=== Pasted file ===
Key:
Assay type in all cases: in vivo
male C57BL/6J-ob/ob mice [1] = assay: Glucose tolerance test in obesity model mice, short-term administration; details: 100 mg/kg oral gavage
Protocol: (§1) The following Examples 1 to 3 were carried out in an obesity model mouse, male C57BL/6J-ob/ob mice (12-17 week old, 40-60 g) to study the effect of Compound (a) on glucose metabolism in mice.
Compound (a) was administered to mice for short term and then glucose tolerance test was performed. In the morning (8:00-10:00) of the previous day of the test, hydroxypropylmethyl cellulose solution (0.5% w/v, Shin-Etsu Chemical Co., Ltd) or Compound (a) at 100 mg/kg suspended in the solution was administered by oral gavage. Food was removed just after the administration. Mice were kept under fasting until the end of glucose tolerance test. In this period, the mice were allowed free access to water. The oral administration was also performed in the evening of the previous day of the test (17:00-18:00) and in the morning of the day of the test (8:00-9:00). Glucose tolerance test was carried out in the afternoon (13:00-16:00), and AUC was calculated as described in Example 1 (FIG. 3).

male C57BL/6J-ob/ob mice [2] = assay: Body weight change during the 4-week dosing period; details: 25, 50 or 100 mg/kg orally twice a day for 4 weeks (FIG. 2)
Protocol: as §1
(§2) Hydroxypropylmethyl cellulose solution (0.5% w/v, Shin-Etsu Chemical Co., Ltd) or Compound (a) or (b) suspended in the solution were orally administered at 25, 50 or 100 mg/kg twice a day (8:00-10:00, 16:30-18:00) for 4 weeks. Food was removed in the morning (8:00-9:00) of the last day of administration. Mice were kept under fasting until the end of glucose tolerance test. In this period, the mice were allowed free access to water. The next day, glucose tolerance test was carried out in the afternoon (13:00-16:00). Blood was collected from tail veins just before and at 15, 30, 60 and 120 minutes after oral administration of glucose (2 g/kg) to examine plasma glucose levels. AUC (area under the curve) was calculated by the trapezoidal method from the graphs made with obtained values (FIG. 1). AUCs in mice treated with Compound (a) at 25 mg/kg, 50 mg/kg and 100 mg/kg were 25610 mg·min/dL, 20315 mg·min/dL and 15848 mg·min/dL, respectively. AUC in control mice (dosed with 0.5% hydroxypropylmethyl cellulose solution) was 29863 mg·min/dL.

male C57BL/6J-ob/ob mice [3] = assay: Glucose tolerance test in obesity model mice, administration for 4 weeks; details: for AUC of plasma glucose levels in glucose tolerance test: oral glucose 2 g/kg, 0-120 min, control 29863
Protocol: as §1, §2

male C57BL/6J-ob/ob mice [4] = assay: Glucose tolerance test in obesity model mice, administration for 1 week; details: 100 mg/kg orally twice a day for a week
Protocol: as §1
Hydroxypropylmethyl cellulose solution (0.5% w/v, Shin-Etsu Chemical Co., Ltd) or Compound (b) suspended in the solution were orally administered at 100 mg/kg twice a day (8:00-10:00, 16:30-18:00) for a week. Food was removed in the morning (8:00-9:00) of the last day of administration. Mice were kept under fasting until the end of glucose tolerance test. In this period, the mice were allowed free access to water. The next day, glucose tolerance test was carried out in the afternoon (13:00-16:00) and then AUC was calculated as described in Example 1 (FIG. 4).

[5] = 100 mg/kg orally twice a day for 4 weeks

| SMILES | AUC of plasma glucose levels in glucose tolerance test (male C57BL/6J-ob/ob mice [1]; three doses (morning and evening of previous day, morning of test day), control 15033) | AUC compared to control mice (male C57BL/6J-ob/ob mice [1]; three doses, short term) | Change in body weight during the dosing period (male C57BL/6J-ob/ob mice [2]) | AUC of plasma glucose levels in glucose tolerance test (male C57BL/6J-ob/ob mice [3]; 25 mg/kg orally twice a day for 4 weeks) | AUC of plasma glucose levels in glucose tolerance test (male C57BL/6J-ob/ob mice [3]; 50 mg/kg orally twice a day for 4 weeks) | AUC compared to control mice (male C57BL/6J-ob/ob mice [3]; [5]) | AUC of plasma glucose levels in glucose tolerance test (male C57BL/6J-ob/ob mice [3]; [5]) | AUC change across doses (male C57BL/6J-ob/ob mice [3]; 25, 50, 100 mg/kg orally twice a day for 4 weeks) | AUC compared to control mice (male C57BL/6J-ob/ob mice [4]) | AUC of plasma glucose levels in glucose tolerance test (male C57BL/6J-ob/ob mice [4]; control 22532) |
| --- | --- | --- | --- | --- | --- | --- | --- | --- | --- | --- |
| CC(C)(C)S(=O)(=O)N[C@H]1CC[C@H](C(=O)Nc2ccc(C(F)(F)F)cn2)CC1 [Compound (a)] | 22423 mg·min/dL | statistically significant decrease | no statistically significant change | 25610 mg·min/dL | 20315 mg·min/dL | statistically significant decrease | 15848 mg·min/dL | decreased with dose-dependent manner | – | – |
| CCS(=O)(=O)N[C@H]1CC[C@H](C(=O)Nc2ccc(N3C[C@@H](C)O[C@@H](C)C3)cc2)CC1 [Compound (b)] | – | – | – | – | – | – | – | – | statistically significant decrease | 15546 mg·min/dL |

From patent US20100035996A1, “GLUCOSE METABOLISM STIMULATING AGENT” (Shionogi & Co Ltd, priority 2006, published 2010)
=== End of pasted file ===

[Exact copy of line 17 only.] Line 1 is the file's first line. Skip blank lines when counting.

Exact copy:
| CC(C)(C)S(=O)(=O)N[C@H]1CC[C@H](C(=O)Nc2ccc(C(F)(F)F)cn2)CC1 [Compound (a)] | 22423 mg·min/dL | statistically significant decrease | no statistically significant change | 25610 mg·min/dL | 20315 mg·min/dL | statistically significant decrease | 15848 mg·min/dL | decreased with dose-dependent manner | – | – |